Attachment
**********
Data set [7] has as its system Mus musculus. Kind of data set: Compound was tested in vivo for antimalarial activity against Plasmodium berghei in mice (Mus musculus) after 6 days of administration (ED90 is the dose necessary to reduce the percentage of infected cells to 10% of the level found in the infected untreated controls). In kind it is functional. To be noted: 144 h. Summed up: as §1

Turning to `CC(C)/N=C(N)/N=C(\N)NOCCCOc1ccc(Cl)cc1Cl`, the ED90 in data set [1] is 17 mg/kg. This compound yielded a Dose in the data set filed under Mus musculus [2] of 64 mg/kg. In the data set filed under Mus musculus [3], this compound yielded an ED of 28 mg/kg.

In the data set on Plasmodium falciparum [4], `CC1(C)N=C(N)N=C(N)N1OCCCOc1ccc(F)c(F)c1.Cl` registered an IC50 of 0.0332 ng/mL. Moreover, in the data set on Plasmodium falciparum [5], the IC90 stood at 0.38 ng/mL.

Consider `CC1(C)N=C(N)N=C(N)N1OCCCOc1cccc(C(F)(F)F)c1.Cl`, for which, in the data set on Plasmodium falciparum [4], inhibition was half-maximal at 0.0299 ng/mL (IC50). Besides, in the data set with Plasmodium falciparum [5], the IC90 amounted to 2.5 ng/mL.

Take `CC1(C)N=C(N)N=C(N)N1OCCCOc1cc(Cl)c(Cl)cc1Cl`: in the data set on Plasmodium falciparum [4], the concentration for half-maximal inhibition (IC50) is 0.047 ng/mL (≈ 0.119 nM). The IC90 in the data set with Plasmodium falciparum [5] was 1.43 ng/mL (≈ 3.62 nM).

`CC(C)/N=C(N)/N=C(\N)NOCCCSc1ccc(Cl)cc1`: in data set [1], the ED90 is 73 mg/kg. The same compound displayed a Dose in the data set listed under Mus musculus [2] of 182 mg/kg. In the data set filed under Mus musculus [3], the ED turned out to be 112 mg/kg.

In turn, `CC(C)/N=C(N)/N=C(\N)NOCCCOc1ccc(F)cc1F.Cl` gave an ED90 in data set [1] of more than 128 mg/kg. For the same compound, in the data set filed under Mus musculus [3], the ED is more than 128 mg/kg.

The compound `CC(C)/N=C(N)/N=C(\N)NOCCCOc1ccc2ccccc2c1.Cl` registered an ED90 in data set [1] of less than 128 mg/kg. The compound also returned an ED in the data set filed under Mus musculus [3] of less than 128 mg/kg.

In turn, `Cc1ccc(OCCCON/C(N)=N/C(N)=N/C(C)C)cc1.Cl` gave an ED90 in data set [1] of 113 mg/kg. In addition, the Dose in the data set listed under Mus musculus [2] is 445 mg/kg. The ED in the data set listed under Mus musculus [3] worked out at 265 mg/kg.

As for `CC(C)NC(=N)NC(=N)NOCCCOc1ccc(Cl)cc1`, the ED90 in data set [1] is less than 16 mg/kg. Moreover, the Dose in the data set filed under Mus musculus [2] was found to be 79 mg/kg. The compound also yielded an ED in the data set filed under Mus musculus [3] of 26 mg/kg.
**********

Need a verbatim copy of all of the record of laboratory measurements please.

Data set [7] has as its system Mus musculus. Kind of data set: Compound was tested in vivo for antimalarial activity against Plasmodium berghei in mice (Mus musculus) after 6 days of administration (ED90 is the dose necessary to reduce the percentage of infected cells to 10% of the level found in the infected untreated controls). In kind it is functional. To be noted: 144 h. Summed up: as §1

Turning to `CC(C)/N=C(N)/N=C(\N)NOCCCOc1ccc(Cl)cc1Cl`, the ED90 in data set [1] is 17 mg/kg. This compound yielded a Dose in the data set filed under Mus musculus [2] of 64 mg/kg. In the data set filed under Mus musculus [3], this compound yielded an ED of 28 mg/kg.

In the data set on Plasmodium falciparum [4], `CC1(C)N=C(N)N=C(N)N1OCCCOc1ccc(F)c(F)c1.Cl` registered an IC50 of 0.0332 ng/mL. Moreover, in the data set on Plasmodium falciparum [5], the IC90 stood at 0.38 ng/mL.

Consider `CC1(C)N=C(N)N=C(N)N1OCCCOc1cccc(C(F)(F)F)c1.Cl`, for which, in the data set on Plasmodium falciparum [4], inhibition was half-maximal at 0.0299 ng/mL (IC50). Besides, in the data set with Plasmodium falciparum [5], the IC90 amounted to 2.5 ng/mL.

Take `CC1(C)N=C(N)N=C(N)N1OCCCOc1cc(Cl)c(Cl)cc1Cl`: in the data set on Plasmodium falciparum [4], the concentration for half-maximal inhibition (IC50) is 0.047 ng/mL (≈ 0.119 nM). The IC90 in the data set with Plasmodium falciparum [5] was 1.43 ng/mL (≈ 3.62 nM).

`CC(C)/N=C(N)/N=C(\N)NOCCCSc1ccc(Cl)cc1`: in data set [1], the ED90 is 73 mg/kg. The same compound displayed a Dose in the data set listed under Mus musculus [2] of 182 mg/kg. In the data set filed under Mus musculus [3], the ED turned out to be 112 mg/kg.

In turn, `CC(C)/N=C(N)/N=C(\N)NOCCCOc1ccc(F)cc1F.Cl` gave an ED90 in data set [1] of more than 128 mg/kg. For the same compound, in the data set filed under Mus musculus [3], the ED is more than 128 mg/kg.

The compound `CC(C)/N=C(N)/N=C(\N)NOCCCOc1ccc2ccccc2c1.Cl` registered an ED90 in data set [1] of less than 128 mg/kg. The compound also returned an ED in the data set filed under Mus musculus [3] of less than 128 mg/kg.

In turn, `Cc1ccc(OCCCON/C(N)=N/C(N)=N/C(C)C)cc1.Cl` gave an ED90 in data set [1] of 113 mg/kg. In addition, the Dose in the data set listed under Mus musculus [2] is 445 mg/kg. The ED in the data set listed under Mus musculus [3] worked out at 265 mg/kg.

As for `CC(C)NC(=N)NC(=N)NOCCCOc1ccc(Cl)cc1`, the ED90 in data set [1] is less than 16 mg/kg. Moreover, the Dose in the data set filed under Mus musculus [2] was found to be 79 mg/kg. The compound also yielded an ED in the data set filed under Mus musculus [3] of 26 mg/kg.